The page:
Tuesday, 21 February 2017

Keeping Kids Safe | NSPCC | Schooling Project

Keeping kids safe? Something that every parent wants to get on board with, right? 
Exactly my thoughts when L-B's school announced they were going to be introducing a new project through the NSPCC, all about keeping kids safe, online, offline, in school, at home, you get the gist right? 

So when the principle arranged a parent's information session, I attended, I listened to what the kids in each age group throughout the school were going to be learning about, and what the course entailed. I was up for letting L-B learn and listen to everything. I mean, this was an opportunity for her to learn more about keeping herself safe, because after all, I can't wrap her up in cotton wool, and I certainly can't be with her 24/7 , and as much as I drill safety nets into her head, I know that she will push boundaries with me.. so with a teacher explaining all this to her, then she will end up fully understanding, so I signed, sealed and delivered the permission slip. 

This course sounds fantastic, I'm not going to lie. Obviously, now that the course has started, and the homeworks are coming home, I don't know what the older children in the school are learning, and obviously with the different age groups, the younger kids are not going to be learning the same as the older kids.. But so far, I've been impressed with what L-B has been getting taught. 

They aren't just covering stranger danger, they are covering all areas. Abuse, Mental, Physical, Emotional at home, or anywhere. 
Online Dangers, such as social medias etc.. 
Finding out who a child can talk to if they are worried, upset, frightened etc.. 
Which I do agree, is great for them. Children of this age, should know all of this. They need it.. which is why I gave permission for my daughter to be taught it. 


The last two lessons (week before last, as she was off for half term) and this week, L-B has come out of school, really upset, in such a foul mood, then just randomly bursts into tears, for no reason whatsoever.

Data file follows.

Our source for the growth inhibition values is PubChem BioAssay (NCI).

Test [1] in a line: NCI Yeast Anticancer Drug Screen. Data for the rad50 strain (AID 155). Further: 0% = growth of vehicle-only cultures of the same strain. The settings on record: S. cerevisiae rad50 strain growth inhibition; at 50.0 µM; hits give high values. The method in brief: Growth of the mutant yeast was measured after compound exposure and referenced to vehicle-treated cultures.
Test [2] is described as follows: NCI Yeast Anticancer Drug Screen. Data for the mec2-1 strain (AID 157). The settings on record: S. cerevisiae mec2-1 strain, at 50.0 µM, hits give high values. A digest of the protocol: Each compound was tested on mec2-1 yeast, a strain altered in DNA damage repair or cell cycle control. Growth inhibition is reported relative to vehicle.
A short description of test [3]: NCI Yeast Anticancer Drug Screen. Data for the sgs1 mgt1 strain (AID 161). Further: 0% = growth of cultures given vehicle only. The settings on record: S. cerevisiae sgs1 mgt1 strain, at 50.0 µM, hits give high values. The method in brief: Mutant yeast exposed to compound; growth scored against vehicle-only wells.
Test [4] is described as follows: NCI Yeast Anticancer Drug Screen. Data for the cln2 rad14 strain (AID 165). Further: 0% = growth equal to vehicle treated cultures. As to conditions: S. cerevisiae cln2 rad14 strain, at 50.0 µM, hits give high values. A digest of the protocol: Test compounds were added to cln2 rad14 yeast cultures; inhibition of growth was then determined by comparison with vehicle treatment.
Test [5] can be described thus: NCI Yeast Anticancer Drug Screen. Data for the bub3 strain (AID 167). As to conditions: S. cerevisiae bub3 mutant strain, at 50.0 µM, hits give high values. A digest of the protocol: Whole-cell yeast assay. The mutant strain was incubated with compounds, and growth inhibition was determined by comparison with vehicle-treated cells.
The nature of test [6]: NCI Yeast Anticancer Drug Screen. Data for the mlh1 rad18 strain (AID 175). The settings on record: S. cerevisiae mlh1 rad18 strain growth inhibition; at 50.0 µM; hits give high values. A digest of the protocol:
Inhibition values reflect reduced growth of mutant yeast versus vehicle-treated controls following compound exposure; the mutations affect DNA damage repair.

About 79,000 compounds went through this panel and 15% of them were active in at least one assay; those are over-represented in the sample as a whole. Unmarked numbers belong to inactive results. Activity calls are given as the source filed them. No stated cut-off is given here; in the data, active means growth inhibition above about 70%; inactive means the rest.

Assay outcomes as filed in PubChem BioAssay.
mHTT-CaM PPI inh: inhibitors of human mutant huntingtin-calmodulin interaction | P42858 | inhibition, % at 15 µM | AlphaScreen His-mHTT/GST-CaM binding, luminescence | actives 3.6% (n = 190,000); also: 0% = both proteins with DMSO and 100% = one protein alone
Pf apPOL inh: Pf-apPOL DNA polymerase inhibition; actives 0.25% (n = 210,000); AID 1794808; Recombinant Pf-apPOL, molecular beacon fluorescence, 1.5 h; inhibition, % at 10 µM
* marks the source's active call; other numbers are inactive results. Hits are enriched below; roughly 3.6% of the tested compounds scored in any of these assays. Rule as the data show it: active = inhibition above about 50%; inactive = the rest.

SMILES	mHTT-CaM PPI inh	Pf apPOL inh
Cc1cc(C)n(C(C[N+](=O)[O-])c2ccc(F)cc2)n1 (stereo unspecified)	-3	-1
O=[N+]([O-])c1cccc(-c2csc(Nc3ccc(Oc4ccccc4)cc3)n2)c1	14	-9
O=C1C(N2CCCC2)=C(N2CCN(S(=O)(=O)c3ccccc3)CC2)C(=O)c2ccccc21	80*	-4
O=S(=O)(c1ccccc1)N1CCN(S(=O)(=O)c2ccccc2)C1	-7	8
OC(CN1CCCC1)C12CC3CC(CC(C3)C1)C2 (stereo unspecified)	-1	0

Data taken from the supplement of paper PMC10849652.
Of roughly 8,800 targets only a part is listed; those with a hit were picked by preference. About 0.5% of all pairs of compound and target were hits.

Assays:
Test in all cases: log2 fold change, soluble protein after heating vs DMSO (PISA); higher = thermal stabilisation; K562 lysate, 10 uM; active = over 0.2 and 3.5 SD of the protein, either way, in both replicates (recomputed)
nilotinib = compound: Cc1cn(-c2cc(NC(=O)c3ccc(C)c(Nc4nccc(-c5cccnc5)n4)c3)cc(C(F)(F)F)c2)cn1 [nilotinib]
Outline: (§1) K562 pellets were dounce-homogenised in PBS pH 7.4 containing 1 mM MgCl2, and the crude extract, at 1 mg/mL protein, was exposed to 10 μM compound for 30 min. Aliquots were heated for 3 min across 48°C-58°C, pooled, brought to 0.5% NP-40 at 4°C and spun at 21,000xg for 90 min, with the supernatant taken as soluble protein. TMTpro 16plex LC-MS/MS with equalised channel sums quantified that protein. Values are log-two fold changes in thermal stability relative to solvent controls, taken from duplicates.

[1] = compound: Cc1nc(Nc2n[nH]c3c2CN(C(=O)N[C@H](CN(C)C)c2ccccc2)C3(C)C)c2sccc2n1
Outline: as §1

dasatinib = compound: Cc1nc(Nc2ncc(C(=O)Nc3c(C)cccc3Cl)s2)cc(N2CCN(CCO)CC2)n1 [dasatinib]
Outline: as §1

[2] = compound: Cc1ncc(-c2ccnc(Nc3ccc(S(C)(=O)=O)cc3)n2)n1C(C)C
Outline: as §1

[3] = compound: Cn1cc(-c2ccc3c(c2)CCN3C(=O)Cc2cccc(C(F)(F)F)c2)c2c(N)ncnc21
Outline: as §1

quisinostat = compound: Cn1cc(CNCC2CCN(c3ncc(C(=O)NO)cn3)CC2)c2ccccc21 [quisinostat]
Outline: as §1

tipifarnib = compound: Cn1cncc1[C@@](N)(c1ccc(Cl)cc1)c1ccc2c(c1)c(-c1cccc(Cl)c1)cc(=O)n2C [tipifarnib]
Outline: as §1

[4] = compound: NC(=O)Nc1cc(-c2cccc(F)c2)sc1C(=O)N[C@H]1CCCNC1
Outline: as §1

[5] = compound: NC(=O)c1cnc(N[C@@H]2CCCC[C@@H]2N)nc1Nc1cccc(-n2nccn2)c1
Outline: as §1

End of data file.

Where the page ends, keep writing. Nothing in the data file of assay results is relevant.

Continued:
Questioning her after the last lesson, she said they watched a video, and it made her sad. 
Then today, after this weeks lesson, I asked her had anything happened in school to upset her.. and she said again about the video, this time it was about a girl getting scared because of a monsters shadow on her wall or something. 
Assuming, this was part of teaching them that if your scared, to speak out.. which is great. 

However, I'm not sure, why she's getting so upset over these videos? 
I've spoken to other mum's to find out if their child has reacted the same way, but it seems to be only L-B. So I am a tad confused. 
Not sure if the videos genuinely are frightening her, or if she feels that she has to be upset for the people in the videos after watching them. 

I don't want to ask that she be pulled from these lessons, because I want her to learn this stuff, I want her to know everything that she's going to be taught and that it isn't only strangers that can cause her harm.. but I also don't want to see her crying and getting herself that upset, and ending up in hysterics over it. 

It is only once a week though, so I know nothing else in school, is getting to her. 
So, the predicament is.. 
  1.  Do I speak to the teacher? and find out if she can be excluded from even just watching the video bit.. I would prefer she learn all this, but if there's a way she can maybe learn it without the need of the video..  OR 
  2. Just comfort her whenever she comes home each week, and let her know that it's OK, that it was only a video, it wasn't real.. and try and talk her round a bit, let her know I'm there, if she needs to talk about it, if it's upsetting her that much?   

I honestly don't know why it's having this much of an impact on her, when the rest of the kids (at least those, whose mothers I've spoken with) seem to be fine, but she's literally crying! 

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